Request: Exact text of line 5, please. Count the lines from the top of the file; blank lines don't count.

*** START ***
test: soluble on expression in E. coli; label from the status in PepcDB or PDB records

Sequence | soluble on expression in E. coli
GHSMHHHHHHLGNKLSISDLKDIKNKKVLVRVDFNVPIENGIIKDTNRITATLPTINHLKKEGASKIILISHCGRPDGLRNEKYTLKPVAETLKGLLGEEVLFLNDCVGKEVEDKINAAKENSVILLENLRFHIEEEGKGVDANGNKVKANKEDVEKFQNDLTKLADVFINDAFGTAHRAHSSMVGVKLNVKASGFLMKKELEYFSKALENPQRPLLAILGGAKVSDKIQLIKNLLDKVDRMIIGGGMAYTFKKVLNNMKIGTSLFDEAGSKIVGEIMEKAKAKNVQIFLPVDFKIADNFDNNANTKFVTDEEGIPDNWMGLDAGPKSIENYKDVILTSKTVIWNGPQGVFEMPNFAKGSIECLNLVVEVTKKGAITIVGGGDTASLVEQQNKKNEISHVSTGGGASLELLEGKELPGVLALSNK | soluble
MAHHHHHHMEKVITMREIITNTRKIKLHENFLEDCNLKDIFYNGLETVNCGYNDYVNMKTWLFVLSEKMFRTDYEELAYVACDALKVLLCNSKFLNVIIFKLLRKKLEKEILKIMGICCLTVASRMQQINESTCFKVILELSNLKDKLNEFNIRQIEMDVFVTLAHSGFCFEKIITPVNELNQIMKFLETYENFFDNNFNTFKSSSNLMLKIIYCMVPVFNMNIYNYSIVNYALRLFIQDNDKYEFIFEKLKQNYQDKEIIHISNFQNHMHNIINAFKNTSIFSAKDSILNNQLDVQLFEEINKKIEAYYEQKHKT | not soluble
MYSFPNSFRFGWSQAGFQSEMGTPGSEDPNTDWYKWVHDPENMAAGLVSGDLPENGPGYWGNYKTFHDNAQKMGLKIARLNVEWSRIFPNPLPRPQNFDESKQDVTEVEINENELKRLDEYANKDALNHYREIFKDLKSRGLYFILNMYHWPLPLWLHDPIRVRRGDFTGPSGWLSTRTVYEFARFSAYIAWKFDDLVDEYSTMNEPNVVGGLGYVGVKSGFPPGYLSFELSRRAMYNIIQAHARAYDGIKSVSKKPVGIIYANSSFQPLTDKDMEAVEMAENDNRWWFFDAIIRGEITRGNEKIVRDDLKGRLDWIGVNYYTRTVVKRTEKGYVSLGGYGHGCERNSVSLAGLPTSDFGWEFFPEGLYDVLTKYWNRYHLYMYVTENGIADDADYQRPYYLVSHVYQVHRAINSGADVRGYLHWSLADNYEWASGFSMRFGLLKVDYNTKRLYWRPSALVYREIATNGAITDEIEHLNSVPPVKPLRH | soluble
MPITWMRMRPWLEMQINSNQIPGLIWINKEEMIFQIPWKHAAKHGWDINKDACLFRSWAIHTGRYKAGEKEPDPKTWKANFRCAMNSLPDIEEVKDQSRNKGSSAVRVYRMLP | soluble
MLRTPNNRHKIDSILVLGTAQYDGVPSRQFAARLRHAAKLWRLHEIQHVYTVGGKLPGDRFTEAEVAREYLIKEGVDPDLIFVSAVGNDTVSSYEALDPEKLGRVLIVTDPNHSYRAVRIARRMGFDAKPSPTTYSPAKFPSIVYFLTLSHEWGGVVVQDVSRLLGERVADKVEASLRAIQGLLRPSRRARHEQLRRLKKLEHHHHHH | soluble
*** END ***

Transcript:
MYSFPNSFRFGWSQAGFQSEMGTPGSEDPNTDWYKWVHDPENMAAGLVSGDLPENGPGYWGNYKTFHDNAQKMGLKIARLNVEWSRIFPNPLPRPQNFDESKQDVTEVEINENELKRLDEYANKDALNHYREIFKDLKSRGLYFILNMYHWPLPLWLHDPIRVRRGDFTGPSGWLSTRTVYEFARFSAYIAWKFDDLVDEYSTMNEPNVVGGLGYVGVKSGFPPGYLSFELSRRAMYNIIQAHARAYDGIKSVSKKPVGIIYANSSFQPLTDKDMEAVEMAENDNRWWFFDAIIRGEITRGNEKIVRDDLKGRLDWIGVNYYTRTVVKRTEKGYVSLGGYGHGCERNSVSLAGLPTSDFGWEFFPEGLYDVLTKYWNRYHLYMYVTENGIADDADYQRPYYLVSHVYQVHRAINSGADVRGYLHWSLADNYEWASGFSMRFGLLKVDYNTKRLYWRPSALVYREIATNGAITDEIEHLNSVPPVKPLRH | soluble